STRANDED ... AND RE-ARRANGED
Everything I make is dictated by what I find and can get into the car - some of them are big!
Obviously driftwood forms the basis but I add lost jewellery, sea-glass, sea-worn pottery, clay pipes and metal objects if I find them. I also use soft coral (sometimes called Gorgonia or sea fans) which are washed up along the Jurassic Coast here. The white ones are good for trees in winter scenes and the black ones look gothic.
Some of my products have a use such as the small furniture pieces and the key racks (the "Key Quays") and some are just decorative to allow you to have a taste of the seaside in your own home.
No two pieces are the same so I cannot accurately reproduce something I have made before.
Every now and again, I exhibit in galleries and cafes. Sometimes this is with my wife Carol who is a highly successful textile artist. I frame many of her originals which you can see on her site here.
I am also part of Artwey, a collection of artists here on the Jurassic Coast in Dorset.
We find the wood locally here on Dorset beaches and also wherever else we find ourselves on the coast. Big storms = big finds, some of them far too large to drag off the beach and get into the car.
However, some nice blue pallets arrive from time to time. Sad but useful are the parts of boats that get washed up as well.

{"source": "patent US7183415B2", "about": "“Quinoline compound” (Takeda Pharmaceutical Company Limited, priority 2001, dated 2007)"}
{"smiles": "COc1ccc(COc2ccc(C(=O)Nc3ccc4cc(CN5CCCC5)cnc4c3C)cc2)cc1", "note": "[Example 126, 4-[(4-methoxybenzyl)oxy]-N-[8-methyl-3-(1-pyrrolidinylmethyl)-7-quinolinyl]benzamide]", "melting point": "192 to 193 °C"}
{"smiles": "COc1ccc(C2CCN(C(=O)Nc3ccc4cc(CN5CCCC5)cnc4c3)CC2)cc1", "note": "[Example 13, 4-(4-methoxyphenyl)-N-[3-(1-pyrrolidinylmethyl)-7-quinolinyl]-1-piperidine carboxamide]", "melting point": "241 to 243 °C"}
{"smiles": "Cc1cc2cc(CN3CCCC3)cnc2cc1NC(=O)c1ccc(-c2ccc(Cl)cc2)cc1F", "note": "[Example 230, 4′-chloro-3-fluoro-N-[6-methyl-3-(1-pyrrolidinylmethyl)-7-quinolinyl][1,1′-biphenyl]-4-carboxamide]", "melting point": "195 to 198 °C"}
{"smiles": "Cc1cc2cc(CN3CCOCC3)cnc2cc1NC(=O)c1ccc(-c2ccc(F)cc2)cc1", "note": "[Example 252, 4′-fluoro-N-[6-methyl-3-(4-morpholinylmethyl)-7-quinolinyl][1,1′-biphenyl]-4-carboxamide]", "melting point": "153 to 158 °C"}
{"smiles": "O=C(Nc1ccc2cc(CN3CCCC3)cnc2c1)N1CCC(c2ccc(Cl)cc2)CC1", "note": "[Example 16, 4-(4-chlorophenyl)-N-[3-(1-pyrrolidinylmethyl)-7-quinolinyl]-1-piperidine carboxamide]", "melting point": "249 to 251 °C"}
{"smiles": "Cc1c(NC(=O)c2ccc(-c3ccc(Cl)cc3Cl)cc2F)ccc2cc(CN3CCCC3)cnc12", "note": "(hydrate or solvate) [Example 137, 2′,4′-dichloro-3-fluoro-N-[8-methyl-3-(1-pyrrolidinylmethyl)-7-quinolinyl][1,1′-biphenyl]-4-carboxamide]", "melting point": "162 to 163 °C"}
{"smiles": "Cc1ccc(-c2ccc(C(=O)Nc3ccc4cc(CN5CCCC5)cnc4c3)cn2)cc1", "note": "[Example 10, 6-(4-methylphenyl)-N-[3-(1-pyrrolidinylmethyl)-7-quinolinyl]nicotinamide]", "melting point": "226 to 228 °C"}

I also frame my wife's pictures.
Carol is a very successful textile artist, producing hand-sewn pictures of coastal scenes and landscapes.
I use only solid wood in the frames. Any parts left over go to …
… sculptures. Rather than burn the end bits, I make fish and other sculptures from them.
Anything else we find might have a use too. I have made a playhouse, cupboards, shelf units, Christmas trees, fences, gates and even a shop sign from driftwood.
Seaglass is another good material – this time for tiny boat pictures.
The trick to all this is coming back with the right stuff and this means envisaging what can be used while on the beach. Great in the summer, but that’s not when the storms come.
My paid job was as a Psychology teacher and, a few years ago on Mudeford sandspit, I found half a plastic brain!
Each piece on the beach is a one-off.